How To Stay Hydrated During the Summer

July 15, 2021

Summer has us out and about more, especially after being inside most of 2020! Spending time outside in the sun and heat can put us at risk for dehydration. However, just drinking water may not be the solution.

Having proper hydration does not include just having enough water, but having enough electrolytes in our body as well. Our kidneys excrete water and electrolytes, so it’s important to replace electrolytes as well! The main electrolytes in our body are sodium, potassium and magnesium.

Having low electrolytes can cause symptoms like headaches, fatigue and weakness.

We get our electrolytes from food. The Standard American Diet typically have high levels of electrolytes (ie high sodium). If you’re eating mostly whole foods or low carb, you may not be getting electrolytes in your diet.

Contrary to what we’ve heard, we don’t need to drink Gatorade to replenish our electrolytes. It has added unnecessary sugar. This bottle of Gatorade has 34 grams of sugar – about the same amount of sugar in a can of Coke!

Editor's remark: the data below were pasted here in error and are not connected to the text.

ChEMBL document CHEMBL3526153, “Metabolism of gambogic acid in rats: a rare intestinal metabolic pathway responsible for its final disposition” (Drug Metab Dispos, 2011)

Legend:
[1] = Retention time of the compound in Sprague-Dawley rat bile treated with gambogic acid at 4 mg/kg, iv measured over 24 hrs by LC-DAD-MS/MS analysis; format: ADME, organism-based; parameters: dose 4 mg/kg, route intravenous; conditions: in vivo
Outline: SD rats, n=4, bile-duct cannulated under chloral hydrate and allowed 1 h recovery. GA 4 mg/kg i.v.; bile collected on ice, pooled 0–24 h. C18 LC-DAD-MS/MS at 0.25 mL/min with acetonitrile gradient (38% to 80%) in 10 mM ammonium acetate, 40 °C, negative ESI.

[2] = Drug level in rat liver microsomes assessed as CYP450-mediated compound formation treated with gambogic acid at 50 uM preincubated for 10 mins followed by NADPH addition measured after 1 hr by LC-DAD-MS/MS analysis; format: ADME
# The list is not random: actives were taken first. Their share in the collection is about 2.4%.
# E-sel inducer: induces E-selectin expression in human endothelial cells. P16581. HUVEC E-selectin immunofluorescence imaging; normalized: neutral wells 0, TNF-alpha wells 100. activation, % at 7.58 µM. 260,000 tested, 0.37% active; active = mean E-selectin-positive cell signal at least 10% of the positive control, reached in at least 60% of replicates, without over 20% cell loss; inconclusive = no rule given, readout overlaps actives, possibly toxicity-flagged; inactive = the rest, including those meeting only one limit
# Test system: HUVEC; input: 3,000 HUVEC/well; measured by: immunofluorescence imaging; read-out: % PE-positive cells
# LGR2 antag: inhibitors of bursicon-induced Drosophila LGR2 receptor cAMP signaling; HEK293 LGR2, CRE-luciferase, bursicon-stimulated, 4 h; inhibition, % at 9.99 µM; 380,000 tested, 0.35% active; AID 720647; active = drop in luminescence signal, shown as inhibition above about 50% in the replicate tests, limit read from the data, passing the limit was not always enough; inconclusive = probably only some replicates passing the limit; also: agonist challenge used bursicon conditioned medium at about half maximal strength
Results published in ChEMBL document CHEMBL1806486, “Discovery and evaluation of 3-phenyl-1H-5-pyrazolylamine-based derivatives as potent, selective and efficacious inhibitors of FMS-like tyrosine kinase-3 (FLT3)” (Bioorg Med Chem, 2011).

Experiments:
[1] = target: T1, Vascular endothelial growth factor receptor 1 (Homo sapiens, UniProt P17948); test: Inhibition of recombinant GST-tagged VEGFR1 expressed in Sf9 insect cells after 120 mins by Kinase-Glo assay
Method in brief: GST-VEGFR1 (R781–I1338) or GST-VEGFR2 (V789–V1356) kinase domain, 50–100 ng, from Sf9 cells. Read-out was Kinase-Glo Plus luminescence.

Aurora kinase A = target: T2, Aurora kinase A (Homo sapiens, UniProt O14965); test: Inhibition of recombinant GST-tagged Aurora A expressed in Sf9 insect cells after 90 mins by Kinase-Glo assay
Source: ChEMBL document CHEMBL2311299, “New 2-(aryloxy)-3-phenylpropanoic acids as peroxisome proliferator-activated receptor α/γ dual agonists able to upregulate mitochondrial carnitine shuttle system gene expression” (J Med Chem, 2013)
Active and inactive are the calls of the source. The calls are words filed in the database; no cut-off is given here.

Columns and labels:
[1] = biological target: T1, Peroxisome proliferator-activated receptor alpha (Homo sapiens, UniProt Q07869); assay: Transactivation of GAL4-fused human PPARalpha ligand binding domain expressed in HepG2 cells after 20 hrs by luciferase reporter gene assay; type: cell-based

Notice the second ingredient in Gatorade after water – SUGAR!

Here are some foods rich in electrolytes to start incorporating into your lifestyle:

Potassium Rich Foods:
Sweet potatoes (1 cup = 950mg)
Salmon (1/2 filet = 772 mg) – I eat at least once a week.
Spinach (1 cup = 11mcg)
Avocado (1/2 = 488mg) – my favorite!

Magnesium Rich Foods:
Spinach (157mg per cup) – double duty
Summer squash (43mg per cup)
Sunflower seeds (114mg per cup)
Black beans (120mg per cup)

For Sodium, most whole foods are actually lower in sodium. If you are eating unprocessed, whole foods then salting your foods will help maintain your sodium levels. When I need a pick me up during the day and don’t want coffee, I will make lemon water and put a few shakes of salt to sip on. It helps me stay hydrated and energized.

We hope this was useful. If you have any questions, feel free to reach out to me or Dr. Le or Dr. Chau!

-Dr. Annie